Meet little miss Sophia…
I am not quite sure when I started following Megan and her story “My Journey of the Heart” but I remember it was sometime in 2011. Her story of Sophia, a sweet little girl from Russia just pulled at my heart strings very early on. I love adoption stories, I always thought that if we could not have children of our own, we would seriously consider adoption. I am so drawn to this particular story because miss Sophia has Down Syndrome and her mommy, Megan, is a single mom but prayed and yearned for this child in particular…well, I will let you read her story for yourself. You might want to grab a box of tissues, or maybe it’ll make your heart smile like it did mine!
I am 38 years old. When I was around 36 I realized my dream of being a mom was slipping away. Not saying I don’t want or won’t bear a child of my own just that time was starting to move. I found Reece’s Rainbow through a friend who has a child with Down Syndrome. I decided right around my birthday to set up a blog and write about my journey. The first blog post was written September 1, 2010.
I knew I wanted to adopt a special needs child. My sister is special needs (not Down Syndrome). Down Syndrome people have always had a special place in my heart. I think it was God’s way of planting the seed in me. I came across two pictures on Reece’s Rainbow that pulled at my heart, Sophia C. and Sophia K. I asked my mom to pray as I had planned to pray that night. We talked in the morning and I knew Sophia C. was my daughter. My mom agreed we just kept going back to Sophia C’s picture. There was no doubt.
A little about Sophia…
Sophia spent the first 3 years and 10.5 months in an orphanage in Russia. She didn’t know how loved she was by so many. She was left at the hospital after she was born because she had Down Syndrome. I can’t imagine how her parents felt or how hard the decision was to leave her behind.
I found Sophia’s picture when she was 2 years old, I brought her home in October 2012, she had just turned 4 years old in August of 2012.
When I first committed to Sophia it was the end of 2010. I then signed with an agency to complete a home study (required document to adopt a child domestically or internationally) and an agency who worked in the region where Sophia’s orphanage was. This process (home study) took a few months to complete. Then there were background checks both locally and federally. Once our government approved me to adopt I sent the documents to Russia to request permission to adopt from them. This was not a fast process, there were months of back and forth to make sure all the documents were in order and correct. I got the ok and traveled in June of 2012.
This was the first time I met Sophia. Now please note, Russia has a database of children. However, they are a blind referral country. Meaning, you don’t get to pick your child. I put a request to adopt a child with Down Syndrome between a certain age, etc. Now when my paperwork was received in Russia if Sophia was not available at the time I would have been offered another child. So while on my journey I was working towards Sophia I knew it wasn’t a guarantee. I knew if she wasn’t available it was because another child was meant for me and Sophia would have been the catalyst to bring me to her. That said, I knew she was “the child of my heart”, she was my daughter.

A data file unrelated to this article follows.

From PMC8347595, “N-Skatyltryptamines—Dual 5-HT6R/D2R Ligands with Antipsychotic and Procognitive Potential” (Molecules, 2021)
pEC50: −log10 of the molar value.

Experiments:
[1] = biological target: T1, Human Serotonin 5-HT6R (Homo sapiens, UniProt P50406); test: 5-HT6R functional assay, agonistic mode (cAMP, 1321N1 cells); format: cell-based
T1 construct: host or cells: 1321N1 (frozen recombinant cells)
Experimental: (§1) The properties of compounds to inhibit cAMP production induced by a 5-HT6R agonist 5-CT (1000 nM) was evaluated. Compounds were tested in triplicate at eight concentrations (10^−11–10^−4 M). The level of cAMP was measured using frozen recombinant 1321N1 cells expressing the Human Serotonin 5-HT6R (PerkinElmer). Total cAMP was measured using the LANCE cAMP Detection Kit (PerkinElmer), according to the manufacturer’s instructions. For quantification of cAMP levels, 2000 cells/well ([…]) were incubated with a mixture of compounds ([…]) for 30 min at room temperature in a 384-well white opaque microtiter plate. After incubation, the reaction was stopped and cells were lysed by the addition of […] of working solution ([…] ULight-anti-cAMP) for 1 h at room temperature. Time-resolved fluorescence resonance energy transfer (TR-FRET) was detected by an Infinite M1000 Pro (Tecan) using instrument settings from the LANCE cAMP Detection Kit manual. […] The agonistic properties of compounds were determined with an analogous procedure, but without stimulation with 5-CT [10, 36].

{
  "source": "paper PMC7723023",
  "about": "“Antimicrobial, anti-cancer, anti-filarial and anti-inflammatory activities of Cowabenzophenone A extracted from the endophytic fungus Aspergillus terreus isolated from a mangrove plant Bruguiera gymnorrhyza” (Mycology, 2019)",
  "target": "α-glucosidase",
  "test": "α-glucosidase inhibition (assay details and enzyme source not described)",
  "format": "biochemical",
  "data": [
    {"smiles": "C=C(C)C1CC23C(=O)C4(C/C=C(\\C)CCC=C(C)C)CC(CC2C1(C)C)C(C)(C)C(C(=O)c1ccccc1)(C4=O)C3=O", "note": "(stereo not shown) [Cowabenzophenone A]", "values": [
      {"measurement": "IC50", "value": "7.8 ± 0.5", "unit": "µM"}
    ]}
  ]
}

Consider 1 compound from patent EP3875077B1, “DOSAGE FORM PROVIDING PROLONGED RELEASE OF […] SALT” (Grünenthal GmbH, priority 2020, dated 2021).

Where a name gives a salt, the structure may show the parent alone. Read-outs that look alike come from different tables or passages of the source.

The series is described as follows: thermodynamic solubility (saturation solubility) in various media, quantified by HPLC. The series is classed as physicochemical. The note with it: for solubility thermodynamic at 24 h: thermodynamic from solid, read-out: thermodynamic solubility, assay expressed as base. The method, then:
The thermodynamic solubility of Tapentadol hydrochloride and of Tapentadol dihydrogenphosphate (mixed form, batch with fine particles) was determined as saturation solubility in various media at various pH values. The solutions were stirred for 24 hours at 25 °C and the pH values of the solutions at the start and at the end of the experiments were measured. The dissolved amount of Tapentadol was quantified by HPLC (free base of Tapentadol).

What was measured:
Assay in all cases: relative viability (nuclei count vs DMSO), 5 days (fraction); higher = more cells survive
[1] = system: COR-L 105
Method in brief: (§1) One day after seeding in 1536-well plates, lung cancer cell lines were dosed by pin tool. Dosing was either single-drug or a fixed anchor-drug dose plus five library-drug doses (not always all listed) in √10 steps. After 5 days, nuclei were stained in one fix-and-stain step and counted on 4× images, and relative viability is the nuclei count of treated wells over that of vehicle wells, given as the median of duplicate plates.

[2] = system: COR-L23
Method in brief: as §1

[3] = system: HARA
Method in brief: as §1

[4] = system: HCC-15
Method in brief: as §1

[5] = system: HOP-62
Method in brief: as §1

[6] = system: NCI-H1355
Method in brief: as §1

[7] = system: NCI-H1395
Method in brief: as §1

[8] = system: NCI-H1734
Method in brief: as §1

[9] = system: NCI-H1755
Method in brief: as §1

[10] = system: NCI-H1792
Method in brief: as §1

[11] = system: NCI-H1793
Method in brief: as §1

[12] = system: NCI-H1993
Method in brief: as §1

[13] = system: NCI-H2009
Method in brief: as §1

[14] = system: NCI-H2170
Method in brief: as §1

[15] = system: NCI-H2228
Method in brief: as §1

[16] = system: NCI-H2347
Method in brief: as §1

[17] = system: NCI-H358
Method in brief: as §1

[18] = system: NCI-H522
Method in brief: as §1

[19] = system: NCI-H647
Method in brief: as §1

When I met Sophia I also met her social worker. Interesting story, before I went to Russia to meet Sophia I always associated the color purple with her. I don’t know why, purple is a nice color and all but not a favorite of mine. When I got to meet Sophia that first day, her social worker was wearing multiple shades of purple from head to toe. That brought me peace and reaffirmed that I was on the right path.
Being single is a tough journey, they prefer married couples. I had to prove myself that I had plans and support. I have been blessed with lots of support.
Seven weeks from my first trip I went back for my court appearance. Court took 2 days. The judge in Sophia’s region was very strict but very caring. She knew the children in the orphanages and she wanted who and what was best for them. It was very intimidating to go in solo. But I followed my heart and just spoke from it. The first day was a review of paperwork. There is a person assigned as the child’s advocate besides the social worker. During that day I was told Sophia had been offered to 120 different families. No one had ever gone to meet her. I was her first visitor. That broke my heart. Her advocate spoke up in court and said “she was waiting for you (me)”. This whole process is conducted in Russian, I had a translator with me.
Day two was the interview with me. This is where I answered the why. My session took less than an hour from start to finish. I had heard from other families some sessions had taken 4 hours. So I expected to be there a while. So to be done in 45 minutes and told to step out while the judge decided was nerve racking. I think we were in the hall just long enough for her to put her robe on when we were called back in. I went in and she announced I was granted the adoption! There were tears flowing from everyone and hugs a plenty. I think they were as happy as I was, LOL.